African Outlook Online

Letters to the editor

Curbing The Excesses of LASTMA Officials

Curbing The Excesses of LASTMA Officials


By Jimoh Ibrahim Olalekan

Last week I was coming from Ikeja in a commercial bus hoping to arrive home as quickly as possible because it was getting late. Our bus arrived at a corner along the highway just to be obstructed by a taxi man who was passing a wrong lane. The taxi could not move or turn back for like five minutes and with that the noise started.

A LASTMA official in undignified action while trying to accost a public transportation driver

‘Go back!’ ‘Where should I go?’ ‘Let me quickly pass jor! At last the taxi driver had his way. But to my chagrin our bus was hijacked by the LASTMA officials whose presence was like that of pirates. It was so quick that nobody noticed their coming. As the driver tried to escape the arrest, the key was removed and seized by the officials who came in dozen.


Though the position in which the bus was worth arresting. It was unfortunate that the taxi driver who was the cause for the halt of our bus went scot free. Our plea to the LASTMA officials was in vain as they packed the bus and ordered us to get down. At that time most of us have paid our transport fares, some even are yet to collect their change from the bus conductor.


We are all left on our own peril, stranded, as the position of arrest of the bus was not a bus-stop. Some passengers were lamenting counting their woes as the time moves on. ‘I should be here by this time; I should be there by now’. Moreover like me, some passengers speculated that the officials only want to have their night meal from the bribe they’ll receive from the driver. I watched keenly and guess what I see, negotiation has started. They were less concerned about the passengers. Some of whom I could read through their expressions had appointments, while others were hoping to beat the traffic to arrive their various destinations on time.


The question now is, if a bus be arrested in a point where ordinarily buses do not wait to pick up passengers and the commuters disembarked from such a bus, all because of arrest, should there not be another bus on ground to convey passengers to their destinations? Or if that is not praticable, shouldn’t there be another option of disciplining the erring bus-driver? Is this how developed nations, or let’s put it in simple terms, developing nation like Nigeria effect laws on motorists? No! I believe there should be warning for those unavoidable offences prior to arrest and fine. Also, the fact that the passengers were left stranded is another case. If not for a private car that came to our rescue, and that is even a four-passenger car, which of course collected double, where only three of us were able to leave the scene on time. God knows if the remaining commuters wouldn’t wait hours before luck will come their way.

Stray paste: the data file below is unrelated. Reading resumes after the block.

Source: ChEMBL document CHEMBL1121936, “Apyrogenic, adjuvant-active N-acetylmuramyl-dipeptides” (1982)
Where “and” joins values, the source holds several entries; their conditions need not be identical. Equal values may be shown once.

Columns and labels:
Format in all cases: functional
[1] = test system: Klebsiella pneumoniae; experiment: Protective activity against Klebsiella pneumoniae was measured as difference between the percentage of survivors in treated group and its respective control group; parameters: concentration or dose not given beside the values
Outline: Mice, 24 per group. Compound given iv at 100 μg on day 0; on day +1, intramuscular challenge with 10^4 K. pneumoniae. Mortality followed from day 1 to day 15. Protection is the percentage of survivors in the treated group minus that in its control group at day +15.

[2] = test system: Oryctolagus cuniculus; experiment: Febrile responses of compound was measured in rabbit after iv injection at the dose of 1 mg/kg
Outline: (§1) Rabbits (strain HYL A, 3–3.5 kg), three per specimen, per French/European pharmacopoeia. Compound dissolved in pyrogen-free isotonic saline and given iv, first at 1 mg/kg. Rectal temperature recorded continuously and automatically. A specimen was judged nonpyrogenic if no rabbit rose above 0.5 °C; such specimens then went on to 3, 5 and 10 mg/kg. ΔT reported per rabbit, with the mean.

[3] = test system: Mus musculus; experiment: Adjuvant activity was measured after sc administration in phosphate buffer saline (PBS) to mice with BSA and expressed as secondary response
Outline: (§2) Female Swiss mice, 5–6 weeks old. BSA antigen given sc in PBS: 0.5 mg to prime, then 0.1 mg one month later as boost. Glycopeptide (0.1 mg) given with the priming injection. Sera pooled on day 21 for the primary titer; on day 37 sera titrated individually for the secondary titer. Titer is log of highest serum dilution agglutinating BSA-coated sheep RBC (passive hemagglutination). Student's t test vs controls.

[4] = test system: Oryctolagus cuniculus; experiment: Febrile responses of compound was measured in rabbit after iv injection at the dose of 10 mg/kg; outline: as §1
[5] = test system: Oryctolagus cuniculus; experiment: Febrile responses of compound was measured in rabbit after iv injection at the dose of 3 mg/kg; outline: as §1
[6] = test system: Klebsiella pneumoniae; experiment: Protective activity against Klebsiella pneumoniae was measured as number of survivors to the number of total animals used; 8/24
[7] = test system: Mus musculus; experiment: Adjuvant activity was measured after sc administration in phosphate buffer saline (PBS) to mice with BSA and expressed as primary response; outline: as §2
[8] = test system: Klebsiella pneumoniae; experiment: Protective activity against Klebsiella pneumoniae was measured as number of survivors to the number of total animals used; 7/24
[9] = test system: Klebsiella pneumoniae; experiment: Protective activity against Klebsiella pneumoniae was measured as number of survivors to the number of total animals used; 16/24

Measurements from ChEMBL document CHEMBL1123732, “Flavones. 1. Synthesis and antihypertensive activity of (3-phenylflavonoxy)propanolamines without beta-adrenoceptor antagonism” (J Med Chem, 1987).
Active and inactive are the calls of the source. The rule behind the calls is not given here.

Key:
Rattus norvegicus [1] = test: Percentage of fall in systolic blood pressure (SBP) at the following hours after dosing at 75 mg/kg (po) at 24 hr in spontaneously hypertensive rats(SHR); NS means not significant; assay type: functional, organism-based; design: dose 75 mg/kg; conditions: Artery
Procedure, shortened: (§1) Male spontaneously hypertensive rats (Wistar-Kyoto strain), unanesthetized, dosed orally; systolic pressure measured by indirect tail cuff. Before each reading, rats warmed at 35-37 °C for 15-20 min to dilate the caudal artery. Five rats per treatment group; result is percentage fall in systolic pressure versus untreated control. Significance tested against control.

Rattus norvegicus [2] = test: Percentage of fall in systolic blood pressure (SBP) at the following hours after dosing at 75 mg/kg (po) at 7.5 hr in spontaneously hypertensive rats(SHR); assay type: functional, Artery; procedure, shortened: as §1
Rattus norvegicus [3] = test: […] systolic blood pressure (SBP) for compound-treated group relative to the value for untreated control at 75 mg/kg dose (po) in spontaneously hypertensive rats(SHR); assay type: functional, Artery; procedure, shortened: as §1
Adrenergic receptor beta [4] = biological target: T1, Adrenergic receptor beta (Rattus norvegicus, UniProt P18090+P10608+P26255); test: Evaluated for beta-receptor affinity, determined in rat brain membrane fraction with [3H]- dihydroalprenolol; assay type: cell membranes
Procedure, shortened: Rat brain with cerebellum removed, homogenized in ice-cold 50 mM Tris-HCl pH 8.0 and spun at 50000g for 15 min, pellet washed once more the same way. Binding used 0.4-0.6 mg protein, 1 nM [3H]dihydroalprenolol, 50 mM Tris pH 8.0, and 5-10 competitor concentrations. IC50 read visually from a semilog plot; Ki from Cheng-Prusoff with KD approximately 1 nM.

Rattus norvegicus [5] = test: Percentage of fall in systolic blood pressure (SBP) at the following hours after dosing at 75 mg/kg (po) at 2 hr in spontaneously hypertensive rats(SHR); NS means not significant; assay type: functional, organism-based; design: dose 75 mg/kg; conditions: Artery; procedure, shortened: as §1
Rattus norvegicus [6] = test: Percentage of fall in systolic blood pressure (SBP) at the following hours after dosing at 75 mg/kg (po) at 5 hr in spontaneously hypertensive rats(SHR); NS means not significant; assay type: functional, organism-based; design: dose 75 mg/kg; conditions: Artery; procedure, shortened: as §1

Just two days after this unfortunate incident, I again had a terrible experience with these LASTMA Officials. When the bus I boarded from Maryland Junction to Obalende reached Yaba bus-stop, the driver packed a little bit ahead of the normal parking space and the LASTMA officials, two of them this time, told the driver in a simple statement, ‘don’t stay there’. Immediately the driver reversed a bit to the normal parking space to call passengers in. Surprisingly the officials who were looking despondently jumped into the bus, ‘decide your passengers’ was what came from their mouth – it was just as if they were expecting the driver to make the slightest mistake. Or what else would you require the driver do than to park properly? It was just like a movie to us. Some passengers rain abusive words on the officials and others even suggested that the driver continue his journey to Obalende and if they refuse to come down take them to his house. It was like a tragic-comedy movie. All in all they were adamant and the driver had to find us another bus.


In these two experiences I had, and others of such, with most LASTMA officials I noticed some things. Firstly, that the officials majority of them are illiterates, they do not understand the law. In fact some of them are area boys – thugs who just par chance find themselves in uniforms.


Furthermore sometimes they can’t carry out their duties because they constantly collect token, or simply call it egunje from motorists. And as the saying goes, ‘to whom much is given much is expected’, the erring motorists ordinarily at times of road misconduct would demand from the LASTMA officials pardon and overlook of their crimes.


Our LASTMA officials though have worked effective in curbing road abuse by users – it would be an understatement to say that they have not helped maintain orderliness on our roads; nonetheless their excesses need be checked to ensure that they are not just enriching their pockets through legal/illegal arrest of motorists. They also should be properly educated, trained or/and re-sensitized regularly on their duties. Lastly, it is also paramount that their bosses work hard to sanitize the agency from corruption and bad officials, and not just sit in their offices waiting for the month to end to earn fat salaries.